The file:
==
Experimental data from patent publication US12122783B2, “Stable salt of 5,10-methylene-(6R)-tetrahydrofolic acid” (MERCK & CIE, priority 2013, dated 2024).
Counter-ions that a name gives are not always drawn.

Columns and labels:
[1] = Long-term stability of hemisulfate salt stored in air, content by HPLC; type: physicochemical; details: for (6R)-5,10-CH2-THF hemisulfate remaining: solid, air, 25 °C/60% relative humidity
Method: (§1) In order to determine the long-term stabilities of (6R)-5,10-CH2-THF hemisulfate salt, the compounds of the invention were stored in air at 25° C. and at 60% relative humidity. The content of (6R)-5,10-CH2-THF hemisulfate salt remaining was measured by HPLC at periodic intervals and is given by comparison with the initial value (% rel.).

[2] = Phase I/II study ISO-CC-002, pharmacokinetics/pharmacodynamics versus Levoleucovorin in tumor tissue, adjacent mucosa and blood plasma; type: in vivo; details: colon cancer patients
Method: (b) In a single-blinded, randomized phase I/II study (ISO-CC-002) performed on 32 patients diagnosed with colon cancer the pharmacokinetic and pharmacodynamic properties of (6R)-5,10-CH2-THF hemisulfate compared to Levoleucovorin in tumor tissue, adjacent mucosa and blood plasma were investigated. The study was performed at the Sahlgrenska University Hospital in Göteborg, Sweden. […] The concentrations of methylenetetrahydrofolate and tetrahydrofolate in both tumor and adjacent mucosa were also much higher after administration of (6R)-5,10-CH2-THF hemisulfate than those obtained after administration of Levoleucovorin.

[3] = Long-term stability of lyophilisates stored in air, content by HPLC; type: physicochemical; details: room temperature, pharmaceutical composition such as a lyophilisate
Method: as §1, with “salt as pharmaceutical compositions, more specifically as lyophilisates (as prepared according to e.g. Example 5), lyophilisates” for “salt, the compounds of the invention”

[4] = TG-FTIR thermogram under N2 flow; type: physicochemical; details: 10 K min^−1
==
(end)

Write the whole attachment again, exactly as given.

Experimental data from patent publication US12122783B2, “Stable salt of 5,10-methylene-(6R)-tetrahydrofolic acid” (MERCK & CIE, priority 2013, dated 2024).
Counter-ions that a name gives are not always drawn.

Columns and labels:
[1] = Long-term stability of hemisulfate salt stored in air, content by HPLC; type: physicochemical; details: for (6R)-5,10-CH2-THF hemisulfate remaining: solid, air, 25 °C/60% relative humidity
Method: (§1) In order to determine the long-term stabilities of (6R)-5,10-CH2-THF hemisulfate salt, the compounds of the invention were stored in air at 25° C. and at 60% relative humidity. The content of (6R)-5,10-CH2-THF hemisulfate salt remaining was measured by HPLC at periodic intervals and is given by comparison with the initial value (% rel.).

[2] = Phase I/II study ISO-CC-002, pharmacokinetics/pharmacodynamics versus Levoleucovorin in tumor tissue, adjacent mucosa and blood plasma; type: in vivo; details: colon cancer patients
Method: (b) In a single-blinded, randomized phase I/II study (ISO-CC-002) performed on 32 patients diagnosed with colon cancer the pharmacokinetic and pharmacodynamic properties of (6R)-5,10-CH2-THF hemisulfate compared to Levoleucovorin in tumor tissue, adjacent mucosa and blood plasma were investigated. The study was performed at the Sahlgrenska University Hospital in Göteborg, Sweden. […] The concentrations of methylenetetrahydrofolate and tetrahydrofolate in both tumor and adjacent mucosa were also much higher after administration of (6R)-5,10-CH2-THF hemisulfate than those obtained after administration of Levoleucovorin.

[3] = Long-term stability of lyophilisates stored in air, content by HPLC; type: physicochemical; details: room temperature, pharmaceutical composition such as a lyophilisate
Method: as §1, with “salt as pharmaceutical compositions, more specifically as lyophilisates (as prepared according to e.g. Example 5), lyophilisates” for “salt, the compounds of the invention”

[4] = TG-FTIR thermogram under N2 flow; type: physicochemical; details: 10 K min^−1